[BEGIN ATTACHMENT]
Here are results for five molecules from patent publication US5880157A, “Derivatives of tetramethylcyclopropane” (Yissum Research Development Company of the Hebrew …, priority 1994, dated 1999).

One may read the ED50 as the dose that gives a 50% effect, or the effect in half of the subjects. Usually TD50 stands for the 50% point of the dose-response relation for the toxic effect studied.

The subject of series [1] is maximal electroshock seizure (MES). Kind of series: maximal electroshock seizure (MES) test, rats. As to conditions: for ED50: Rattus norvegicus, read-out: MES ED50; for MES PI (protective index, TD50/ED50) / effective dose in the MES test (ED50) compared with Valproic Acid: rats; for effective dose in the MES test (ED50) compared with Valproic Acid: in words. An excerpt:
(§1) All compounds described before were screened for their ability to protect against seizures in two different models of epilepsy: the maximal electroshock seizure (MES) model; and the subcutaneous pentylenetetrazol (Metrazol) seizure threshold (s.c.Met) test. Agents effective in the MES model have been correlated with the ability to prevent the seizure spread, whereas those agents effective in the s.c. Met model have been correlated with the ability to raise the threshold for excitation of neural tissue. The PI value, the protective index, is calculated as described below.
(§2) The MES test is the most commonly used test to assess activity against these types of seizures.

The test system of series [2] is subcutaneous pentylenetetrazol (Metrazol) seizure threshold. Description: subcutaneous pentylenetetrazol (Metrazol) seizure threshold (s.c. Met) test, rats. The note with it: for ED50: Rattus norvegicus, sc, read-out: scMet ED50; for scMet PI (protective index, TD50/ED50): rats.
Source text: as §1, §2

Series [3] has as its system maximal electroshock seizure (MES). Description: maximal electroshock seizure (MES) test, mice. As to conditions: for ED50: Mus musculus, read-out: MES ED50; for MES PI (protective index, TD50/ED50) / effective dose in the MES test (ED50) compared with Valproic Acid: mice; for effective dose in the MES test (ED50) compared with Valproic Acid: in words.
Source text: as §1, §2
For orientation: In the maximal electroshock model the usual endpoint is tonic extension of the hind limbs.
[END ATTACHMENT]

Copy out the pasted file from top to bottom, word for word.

Here are results for five molecules from patent publication US5880157A, “Derivatives of tetramethylcyclopropane” (Yissum Research Development Company of the Hebrew …, priority 1994, dated 1999).

One may read the ED50 as the dose that gives a 50% effect, or the effect in half of the subjects. Usually TD50 stands for the 50% point of the dose-response relation for the toxic effect studied.

The subject of series [1] is maximal electroshock seizure (MES). Kind of series: maximal electroshock seizure (MES) test, rats. As to conditions: for ED50: Rattus norvegicus, read-out: MES ED50; for MES PI (protective index, TD50/ED50) / effective dose in the MES test (ED50) compared with Valproic Acid: rats; for effective dose in the MES test (ED50) compared with Valproic Acid: in words. An excerpt:
(§1) All compounds described before were screened for their ability to protect against seizures in two different models of epilepsy: the maximal electroshock seizure (MES) model; and the subcutaneous pentylenetetrazol (Metrazol) seizure threshold (s.c.Met) test. Agents effective in the MES model have been correlated with the ability to prevent the seizure spread, whereas those agents effective in the s.c. Met model have been correlated with the ability to raise the threshold for excitation of neural tissue. The PI value, the protective index, is calculated as described below.
(§2) The MES test is the most commonly used test to assess activity against these types of seizures.

The test system of series [2] is subcutaneous pentylenetetrazol (Metrazol) seizure threshold. Description: subcutaneous pentylenetetrazol (Metrazol) seizure threshold (s.c. Met) test, rats. The note with it: for ED50: Rattus norvegicus, sc, read-out: scMet ED50; for scMet PI (protective index, TD50/ED50): rats.
Source text: as §1, §2

Series [3] has as its system maximal electroshock seizure (MES). Description: maximal electroshock seizure (MES) test, mice. As to conditions: for ED50: Mus musculus, read-out: MES ED50; for MES PI (protective index, TD50/ED50) / effective dose in the MES test (ED50) compared with Valproic Acid: mice; for effective dose in the MES test (ED50) compared with Valproic Acid: in words.
Source text: as §1, §2
For orientation: In the maximal electroshock model the usual endpoint is tonic extension of the hind limbs.